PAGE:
It was the same setup for Coochy Mamaclay’s 16-year-old daughter Gillian, who attended her prom last week. Her date did not pick her up from their house.
Coochy said, “The whole family brought her to the venue and waited until she met her date. The family left for a while while waiting for her prom to end.”
It was Gillian’s first prom, too, and Coochy said, “I was 101-percent involved—from looking for a partner and looking for a designer for her gown, to shopping for her pair of shoes to match her gown, and makeup artist-hunting.”
Coochy may have helped find the designer, but Gillian chose her design.
As for prom rules, Coochy said, “We told her to just have fun and enjoy. But before we left the venue, we made sure we met her date and took some photos. I was so excited for her.”
Parents with sons attending their proms get excited, too. Cecile De Veyra’s son Miguel will go to his second prom this year. Cecile, a mom of two, enjoyed going with him to buy clothes for his first prom. “I was also involved in ordering flowers for his friend’s crush. I will do the same for the same boy and, I think, three other friends this year.”
Her special prom rules? “I told him to enjoy the event.”
Although prom curfew was 3:30 a.m., her son asked to be picked up at midnight, which his dad did. Cecile waited for him to get home so he could share his stories. “I was glad my son enjoyed his prom so much that he didn’t want to miss it this year.”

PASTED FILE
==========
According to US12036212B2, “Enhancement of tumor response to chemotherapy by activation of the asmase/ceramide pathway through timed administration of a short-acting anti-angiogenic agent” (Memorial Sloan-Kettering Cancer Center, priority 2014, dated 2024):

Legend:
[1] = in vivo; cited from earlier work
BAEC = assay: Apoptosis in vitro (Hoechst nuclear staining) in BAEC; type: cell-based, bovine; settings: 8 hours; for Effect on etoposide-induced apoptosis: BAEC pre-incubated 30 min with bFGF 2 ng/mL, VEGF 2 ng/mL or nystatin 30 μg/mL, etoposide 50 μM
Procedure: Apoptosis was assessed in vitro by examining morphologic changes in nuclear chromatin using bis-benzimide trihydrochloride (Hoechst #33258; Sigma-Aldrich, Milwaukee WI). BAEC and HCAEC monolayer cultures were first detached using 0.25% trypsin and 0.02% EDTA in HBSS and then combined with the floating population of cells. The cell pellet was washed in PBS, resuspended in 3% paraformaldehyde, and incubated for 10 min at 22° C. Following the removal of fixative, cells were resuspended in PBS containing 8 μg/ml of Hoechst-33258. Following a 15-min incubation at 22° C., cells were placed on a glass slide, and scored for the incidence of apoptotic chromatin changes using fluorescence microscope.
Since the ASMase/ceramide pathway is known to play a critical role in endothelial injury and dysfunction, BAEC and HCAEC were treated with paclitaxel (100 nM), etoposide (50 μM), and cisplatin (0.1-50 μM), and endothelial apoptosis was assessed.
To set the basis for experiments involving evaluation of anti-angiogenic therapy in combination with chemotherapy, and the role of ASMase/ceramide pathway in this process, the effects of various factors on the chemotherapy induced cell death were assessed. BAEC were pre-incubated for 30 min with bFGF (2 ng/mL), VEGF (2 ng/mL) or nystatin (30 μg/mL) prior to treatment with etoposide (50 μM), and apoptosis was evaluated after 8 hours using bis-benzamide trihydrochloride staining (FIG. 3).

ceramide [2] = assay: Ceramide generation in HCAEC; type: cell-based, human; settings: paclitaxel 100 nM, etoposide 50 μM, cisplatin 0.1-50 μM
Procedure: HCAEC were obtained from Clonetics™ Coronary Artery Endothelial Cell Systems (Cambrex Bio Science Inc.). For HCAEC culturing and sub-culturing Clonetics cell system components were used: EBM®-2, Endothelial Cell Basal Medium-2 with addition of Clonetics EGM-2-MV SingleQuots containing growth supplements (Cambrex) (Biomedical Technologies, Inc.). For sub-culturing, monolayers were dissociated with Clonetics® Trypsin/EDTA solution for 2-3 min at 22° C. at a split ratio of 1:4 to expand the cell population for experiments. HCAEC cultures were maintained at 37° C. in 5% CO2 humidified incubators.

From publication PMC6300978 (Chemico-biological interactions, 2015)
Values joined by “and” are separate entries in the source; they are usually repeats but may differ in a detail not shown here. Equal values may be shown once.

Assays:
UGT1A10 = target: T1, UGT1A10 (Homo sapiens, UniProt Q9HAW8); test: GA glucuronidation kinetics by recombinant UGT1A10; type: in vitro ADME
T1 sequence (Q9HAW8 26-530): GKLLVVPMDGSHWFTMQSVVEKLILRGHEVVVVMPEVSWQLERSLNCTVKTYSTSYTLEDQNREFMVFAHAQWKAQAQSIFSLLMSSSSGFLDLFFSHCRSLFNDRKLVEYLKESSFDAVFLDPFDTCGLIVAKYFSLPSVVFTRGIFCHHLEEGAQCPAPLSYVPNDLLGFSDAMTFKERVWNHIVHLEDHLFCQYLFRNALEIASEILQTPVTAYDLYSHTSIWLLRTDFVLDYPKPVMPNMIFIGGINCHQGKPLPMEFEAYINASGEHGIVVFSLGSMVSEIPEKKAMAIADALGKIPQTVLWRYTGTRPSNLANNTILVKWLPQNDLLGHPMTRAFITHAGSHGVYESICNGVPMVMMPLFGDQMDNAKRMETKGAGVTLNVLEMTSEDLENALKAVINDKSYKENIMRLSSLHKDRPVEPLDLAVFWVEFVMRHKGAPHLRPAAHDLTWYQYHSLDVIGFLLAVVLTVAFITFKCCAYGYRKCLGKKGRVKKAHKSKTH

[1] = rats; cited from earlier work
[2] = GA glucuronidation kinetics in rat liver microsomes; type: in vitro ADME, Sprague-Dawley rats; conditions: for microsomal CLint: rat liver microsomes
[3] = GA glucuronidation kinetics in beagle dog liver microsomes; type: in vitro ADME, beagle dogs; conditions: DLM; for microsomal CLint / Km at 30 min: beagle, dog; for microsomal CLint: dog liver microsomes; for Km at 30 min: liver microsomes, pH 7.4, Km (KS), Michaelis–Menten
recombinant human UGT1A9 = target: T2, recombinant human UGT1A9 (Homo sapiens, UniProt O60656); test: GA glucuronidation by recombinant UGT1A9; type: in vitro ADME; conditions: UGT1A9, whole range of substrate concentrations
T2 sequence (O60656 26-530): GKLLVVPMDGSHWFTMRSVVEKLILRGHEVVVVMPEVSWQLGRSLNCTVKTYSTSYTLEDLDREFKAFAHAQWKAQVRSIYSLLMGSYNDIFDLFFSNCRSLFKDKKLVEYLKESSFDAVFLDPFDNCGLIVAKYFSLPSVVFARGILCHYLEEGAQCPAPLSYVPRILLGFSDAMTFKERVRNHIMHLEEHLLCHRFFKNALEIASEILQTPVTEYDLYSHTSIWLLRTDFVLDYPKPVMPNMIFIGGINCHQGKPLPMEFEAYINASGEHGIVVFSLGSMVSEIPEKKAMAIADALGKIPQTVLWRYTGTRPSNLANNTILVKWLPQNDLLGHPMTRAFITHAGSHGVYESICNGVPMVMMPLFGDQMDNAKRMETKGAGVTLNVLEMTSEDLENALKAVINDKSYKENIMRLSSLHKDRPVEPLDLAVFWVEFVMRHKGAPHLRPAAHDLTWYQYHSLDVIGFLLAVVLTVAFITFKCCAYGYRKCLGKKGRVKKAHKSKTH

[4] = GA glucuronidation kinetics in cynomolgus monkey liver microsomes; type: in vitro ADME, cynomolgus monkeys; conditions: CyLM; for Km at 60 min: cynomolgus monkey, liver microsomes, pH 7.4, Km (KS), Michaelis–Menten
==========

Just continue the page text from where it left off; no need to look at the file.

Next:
Mindy’s 15-year-old son will also attend his second prom this year. Mindy said she’s more involved this year. “Last year, we picked out his suit at the last minute since it was a hand-me-down. He was really uncomfortable in it because it didn’t fit right. He made me promise that, for his senior prom, he would get to choose his suit. My son and I prepared a month early and looked for a nice suit.”
The first prom was an emotional moment. “It was so hard to let him go. Seeing him in his secondhand suit, I couldn’t believe he’s growing up. This year, I’m really excited for him, hence the monthlong preparation. It’s their year as seniors and he should really enjoy this.”
Last year, Mindy’s son went stag. But this year, a date invited him to a prom. Last year, they picked him up at 11 p.m. This year, she said, “We’ll be near the venue so we’ll just wait for his text or call.”